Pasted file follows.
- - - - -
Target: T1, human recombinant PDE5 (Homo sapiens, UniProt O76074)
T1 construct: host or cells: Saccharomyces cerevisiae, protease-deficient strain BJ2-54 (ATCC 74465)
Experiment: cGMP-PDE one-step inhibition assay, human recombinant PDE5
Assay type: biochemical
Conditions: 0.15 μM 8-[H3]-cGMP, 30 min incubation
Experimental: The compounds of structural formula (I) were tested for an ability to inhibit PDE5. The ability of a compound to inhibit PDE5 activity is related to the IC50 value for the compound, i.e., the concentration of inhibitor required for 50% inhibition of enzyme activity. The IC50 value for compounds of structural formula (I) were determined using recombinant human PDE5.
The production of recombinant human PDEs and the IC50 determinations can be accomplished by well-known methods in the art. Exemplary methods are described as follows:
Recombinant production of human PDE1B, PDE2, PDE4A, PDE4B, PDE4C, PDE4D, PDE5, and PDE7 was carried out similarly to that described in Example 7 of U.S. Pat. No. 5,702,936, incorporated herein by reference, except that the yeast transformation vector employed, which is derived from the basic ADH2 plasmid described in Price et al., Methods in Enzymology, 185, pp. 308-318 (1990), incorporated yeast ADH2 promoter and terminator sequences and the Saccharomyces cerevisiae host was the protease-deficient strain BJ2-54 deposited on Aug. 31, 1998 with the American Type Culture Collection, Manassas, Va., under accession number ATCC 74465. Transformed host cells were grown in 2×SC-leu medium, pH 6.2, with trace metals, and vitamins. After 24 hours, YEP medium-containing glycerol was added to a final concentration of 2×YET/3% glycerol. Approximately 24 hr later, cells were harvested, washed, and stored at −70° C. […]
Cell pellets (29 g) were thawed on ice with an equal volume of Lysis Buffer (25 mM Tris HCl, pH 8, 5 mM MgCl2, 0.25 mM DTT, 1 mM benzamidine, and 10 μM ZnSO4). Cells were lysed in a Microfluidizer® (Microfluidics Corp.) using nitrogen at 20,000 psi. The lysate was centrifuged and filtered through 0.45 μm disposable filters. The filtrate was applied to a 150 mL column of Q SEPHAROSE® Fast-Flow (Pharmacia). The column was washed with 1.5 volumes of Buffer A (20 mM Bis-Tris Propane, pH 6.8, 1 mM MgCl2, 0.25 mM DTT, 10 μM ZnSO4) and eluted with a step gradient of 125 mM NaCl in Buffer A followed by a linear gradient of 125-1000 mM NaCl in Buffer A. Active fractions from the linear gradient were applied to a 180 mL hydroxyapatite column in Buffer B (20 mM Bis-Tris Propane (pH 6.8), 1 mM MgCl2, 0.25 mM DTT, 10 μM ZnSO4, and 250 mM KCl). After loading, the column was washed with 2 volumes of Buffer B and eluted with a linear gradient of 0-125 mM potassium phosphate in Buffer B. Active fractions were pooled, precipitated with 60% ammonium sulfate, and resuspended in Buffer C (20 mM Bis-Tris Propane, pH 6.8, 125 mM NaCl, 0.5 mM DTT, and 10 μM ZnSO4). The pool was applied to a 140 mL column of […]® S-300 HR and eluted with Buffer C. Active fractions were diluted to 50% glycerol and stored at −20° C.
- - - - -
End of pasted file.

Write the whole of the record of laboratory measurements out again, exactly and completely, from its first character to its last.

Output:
Target: T1, human recombinant PDE5 (Homo sapiens, UniProt O76074)
T1 construct: host or cells: Saccharomyces cerevisiae, protease-deficient strain BJ2-54 (ATCC 74465)
Experiment: cGMP-PDE one-step inhibition assay, human recombinant PDE5
Assay type: biochemical
Conditions: 0.15 μM 8-[H3]-cGMP, 30 min incubation
Experimental: The compounds of structural formula (I) were tested for an ability to inhibit PDE5. The ability of a compound to inhibit PDE5 activity is related to the IC50 value for the compound, i.e., the concentration of inhibitor required for 50% inhibition of enzyme activity. The IC50 value for compounds of structural formula (I) were determined using recombinant human PDE5.
The production of recombinant human PDEs and the IC50 determinations can be accomplished by well-known methods in the art. Exemplary methods are described as follows:
Recombinant production of human PDE1B, PDE2, PDE4A, PDE4B, PDE4C, PDE4D, PDE5, and PDE7 was carried out similarly to that described in Example 7 of U.S. Pat. No. 5,702,936, incorporated herein by reference, except that the yeast transformation vector employed, which is derived from the basic ADH2 plasmid described in Price et al., Methods in Enzymology, 185, pp. 308-318 (1990), incorporated yeast ADH2 promoter and terminator sequences and the Saccharomyces cerevisiae host was the protease-deficient strain BJ2-54 deposited on Aug. 31, 1998 with the American Type Culture Collection, Manassas, Va., under accession number ATCC 74465. Transformed host cells were grown in 2×SC-leu medium, pH 6.2, with trace metals, and vitamins. After 24 hours, YEP medium-containing glycerol was added to a final concentration of 2×YET/3% glycerol. Approximately 24 hr later, cells were harvested, washed, and stored at −70° C. […]
Cell pellets (29 g) were thawed on ice with an equal volume of Lysis Buffer (25 mM Tris HCl, pH 8, 5 mM MgCl2, 0.25 mM DTT, 1 mM benzamidine, and 10 μM ZnSO4). Cells were lysed in a Microfluidizer® (Microfluidics Corp.) using nitrogen at 20,000 psi. The lysate was centrifuged and filtered through 0.45 μm disposable filters. The filtrate was applied to a 150 mL column of Q SEPHAROSE® Fast-Flow (Pharmacia). The column was washed with 1.5 volumes of Buffer A (20 mM Bis-Tris Propane, pH 6.8, 1 mM MgCl2, 0.25 mM DTT, 10 μM ZnSO4) and eluted with a step gradient of 125 mM NaCl in Buffer A followed by a linear gradient of 125-1000 mM NaCl in Buffer A. Active fractions from the linear gradient were applied to a 180 mL hydroxyapatite column in Buffer B (20 mM Bis-Tris Propane (pH 6.8), 1 mM MgCl2, 0.25 mM DTT, 10 μM ZnSO4, and 250 mM KCl). After loading, the column was washed with 2 volumes of Buffer B and eluted with a linear gradient of 0-125 mM potassium phosphate in Buffer B. Active fractions were pooled, precipitated with 60% ammonium sulfate, and resuspended in Buffer C (20 mM Bis-Tris Propane, pH 6.8, 125 mM NaCl, 0.5 mM DTT, and 10 μM ZnSO4). The pool was applied to a 140 mL column of […]® S-300 HR and eluted with Buffer C. Active fractions were diluted to 50% glycerol and stored at −20° C.